The question to ask is, if responsible individuals are purchasing insurance to protect against all of these adverse risks, why would they not purchase insurance to protect savings, pensions, and financial assets from becoming worthless due to the action of our politician and government’s long-term fiscal irresponsibility, the historically century-long devaluation of currency by the Federal Reserve, or some other extraneous catastrophic event collapsing our banking and financial system and drastically reducing the value of our fiat currency?  The obvious answer is that we should purchase such insurance as well.  Because there does not appear to be an established term for such insurance, we can coin a new term for this type of insurance coverage - let’s call this “fiat insurance”.

The answer to the question regarding responsible individuals purchasing fiat insurance is that it may be difficult for the average head of household to do so.  Once one subtracts federal, state and city income taxes while also having Social Security and health or Medicare premiums automatically deducted, a notable part of earned income is gone. Subtracting auto, homeowner’s, health, life, disability insurance premiums, and pension contributions really leaves little with which to actually pay for everyday common living expenses.  Rents or mortgage payments usually take a large cut out of earned income. So at the end of all of these deductions there is relatively little money left for insuring against inflation, the devaluation of money, or possible economic and financial collapse.

 Portfolio managers and the head of a household are united in their desire to protect financial asset values. The portfolio manager buys this insurance purchasing financial futures, puts or calls, and owning equities in precious metal securities, or owning gold bullion.  The head of household should also purchase asset solidity or fiat insurance but he/she probably should not be dealing in futures, puts and calls.  This protection can be achieved by purchasing fiat insurance in the form of physical gold or silver.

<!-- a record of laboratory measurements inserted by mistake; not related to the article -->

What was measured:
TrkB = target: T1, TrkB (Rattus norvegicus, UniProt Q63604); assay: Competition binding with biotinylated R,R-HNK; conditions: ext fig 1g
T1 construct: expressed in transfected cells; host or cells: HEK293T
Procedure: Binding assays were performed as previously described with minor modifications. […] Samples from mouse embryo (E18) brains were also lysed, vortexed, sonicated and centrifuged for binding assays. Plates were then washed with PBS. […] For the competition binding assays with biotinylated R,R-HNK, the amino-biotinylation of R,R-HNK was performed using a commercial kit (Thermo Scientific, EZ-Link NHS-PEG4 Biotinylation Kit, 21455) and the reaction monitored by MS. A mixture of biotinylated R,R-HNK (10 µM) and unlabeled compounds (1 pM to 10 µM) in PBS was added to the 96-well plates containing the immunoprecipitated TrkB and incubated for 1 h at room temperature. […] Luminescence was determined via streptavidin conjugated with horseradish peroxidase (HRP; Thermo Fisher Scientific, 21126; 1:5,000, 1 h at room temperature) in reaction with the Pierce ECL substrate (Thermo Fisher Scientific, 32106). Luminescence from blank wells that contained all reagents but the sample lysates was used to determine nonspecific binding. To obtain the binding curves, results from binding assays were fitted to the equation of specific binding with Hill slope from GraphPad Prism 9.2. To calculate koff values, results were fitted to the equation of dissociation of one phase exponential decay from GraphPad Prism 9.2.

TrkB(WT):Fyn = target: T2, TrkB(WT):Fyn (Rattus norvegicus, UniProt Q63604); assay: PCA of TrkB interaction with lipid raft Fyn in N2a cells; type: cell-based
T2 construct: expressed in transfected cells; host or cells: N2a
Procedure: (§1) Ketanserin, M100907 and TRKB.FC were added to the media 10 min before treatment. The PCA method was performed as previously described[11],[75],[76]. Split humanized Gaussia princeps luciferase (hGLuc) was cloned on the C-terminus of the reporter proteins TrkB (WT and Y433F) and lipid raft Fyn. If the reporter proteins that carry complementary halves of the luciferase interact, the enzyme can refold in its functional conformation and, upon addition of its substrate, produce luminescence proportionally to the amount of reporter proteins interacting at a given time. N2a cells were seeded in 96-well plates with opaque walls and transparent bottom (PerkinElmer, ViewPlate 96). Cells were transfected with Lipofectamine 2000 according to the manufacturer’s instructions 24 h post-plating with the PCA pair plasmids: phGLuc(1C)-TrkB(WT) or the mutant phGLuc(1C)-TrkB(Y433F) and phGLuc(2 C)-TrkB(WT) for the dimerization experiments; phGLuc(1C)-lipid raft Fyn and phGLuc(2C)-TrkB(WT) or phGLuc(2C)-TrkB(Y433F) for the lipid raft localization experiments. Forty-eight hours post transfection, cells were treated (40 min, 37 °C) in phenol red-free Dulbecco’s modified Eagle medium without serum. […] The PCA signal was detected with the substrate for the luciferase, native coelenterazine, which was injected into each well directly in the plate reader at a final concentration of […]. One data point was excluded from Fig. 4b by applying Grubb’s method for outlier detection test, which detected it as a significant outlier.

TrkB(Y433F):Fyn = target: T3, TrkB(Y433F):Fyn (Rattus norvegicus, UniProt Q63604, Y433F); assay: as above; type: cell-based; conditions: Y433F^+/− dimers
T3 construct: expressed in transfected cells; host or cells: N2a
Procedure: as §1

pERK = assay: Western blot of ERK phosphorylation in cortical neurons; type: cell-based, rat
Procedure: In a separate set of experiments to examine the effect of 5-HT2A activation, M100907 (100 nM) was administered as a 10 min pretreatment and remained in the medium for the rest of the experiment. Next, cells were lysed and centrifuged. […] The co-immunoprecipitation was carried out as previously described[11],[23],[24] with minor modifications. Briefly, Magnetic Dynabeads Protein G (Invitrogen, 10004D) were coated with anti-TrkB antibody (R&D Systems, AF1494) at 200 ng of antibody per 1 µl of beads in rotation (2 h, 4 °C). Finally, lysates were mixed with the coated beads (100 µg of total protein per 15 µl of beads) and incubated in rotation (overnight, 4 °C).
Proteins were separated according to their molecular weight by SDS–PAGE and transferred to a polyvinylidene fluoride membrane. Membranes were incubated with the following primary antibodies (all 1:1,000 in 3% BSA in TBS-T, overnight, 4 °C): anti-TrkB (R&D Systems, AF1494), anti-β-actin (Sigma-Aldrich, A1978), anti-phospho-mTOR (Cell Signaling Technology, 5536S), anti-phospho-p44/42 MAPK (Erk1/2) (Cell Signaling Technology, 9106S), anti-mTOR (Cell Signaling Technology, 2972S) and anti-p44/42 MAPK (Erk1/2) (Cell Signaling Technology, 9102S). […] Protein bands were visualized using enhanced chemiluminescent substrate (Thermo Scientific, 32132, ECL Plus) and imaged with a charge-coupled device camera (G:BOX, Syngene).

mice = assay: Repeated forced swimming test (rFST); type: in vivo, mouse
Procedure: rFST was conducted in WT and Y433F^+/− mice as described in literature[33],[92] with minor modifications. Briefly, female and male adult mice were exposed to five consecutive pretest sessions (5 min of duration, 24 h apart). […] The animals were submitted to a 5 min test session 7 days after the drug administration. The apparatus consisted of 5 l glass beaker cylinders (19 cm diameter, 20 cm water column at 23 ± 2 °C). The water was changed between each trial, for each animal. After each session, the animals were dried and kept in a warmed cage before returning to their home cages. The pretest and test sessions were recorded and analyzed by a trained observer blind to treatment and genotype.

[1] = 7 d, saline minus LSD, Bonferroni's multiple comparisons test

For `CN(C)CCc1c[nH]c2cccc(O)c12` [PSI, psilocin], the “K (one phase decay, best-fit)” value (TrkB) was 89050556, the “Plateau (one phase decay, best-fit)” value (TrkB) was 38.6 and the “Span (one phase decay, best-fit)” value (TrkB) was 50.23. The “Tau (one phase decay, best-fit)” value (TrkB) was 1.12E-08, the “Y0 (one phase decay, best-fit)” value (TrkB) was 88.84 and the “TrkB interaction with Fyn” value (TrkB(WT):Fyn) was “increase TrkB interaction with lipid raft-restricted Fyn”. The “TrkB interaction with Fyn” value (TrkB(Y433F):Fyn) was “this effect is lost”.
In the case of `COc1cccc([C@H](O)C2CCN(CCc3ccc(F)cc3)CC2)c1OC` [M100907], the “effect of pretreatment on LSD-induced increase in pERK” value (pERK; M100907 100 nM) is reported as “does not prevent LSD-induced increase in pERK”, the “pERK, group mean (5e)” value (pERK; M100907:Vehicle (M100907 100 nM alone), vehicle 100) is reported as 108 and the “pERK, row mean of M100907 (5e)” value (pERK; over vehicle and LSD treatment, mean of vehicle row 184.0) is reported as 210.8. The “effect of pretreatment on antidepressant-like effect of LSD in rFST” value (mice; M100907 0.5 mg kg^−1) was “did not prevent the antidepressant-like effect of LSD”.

Portfolio insurance needs to rolled-over periodically as futures or option contract periods expire.  At expiry one needs to purchase additional time-extending contracts of protection.  The premium or cost of such contracts is used up over the period of protection, and in this regard, it appears to work exactly like insurance.  The portfolio manager may, or should understand the nuanced differences between insurance, futures, puts or calls, and actual precious metal possession.  The head of household is unlikely to understand financial futures, but in addition, he is likely not to understand the difference between standard insurance and the coverage that is suggested by fiat insurance in the form physical gold or silver ownership.

The head of household should consider protecting financial assets by choosing and allocating a designated amount as his annual “fiat insurance premium” and use those funds in purchasing precious metal coins or bullion on an annual basis.  The difference between the portfolio manager’s insurance costs and that of the head of household purchase of physical metal are dramatic.  At the expiry of the futures or options contract its premium is used up and gone.  By contrast, a head of household purchasing his fiat insurance through physical metal has not used up that premium, but rather has purchased one or several coins of gold or silver which will always maintain some value.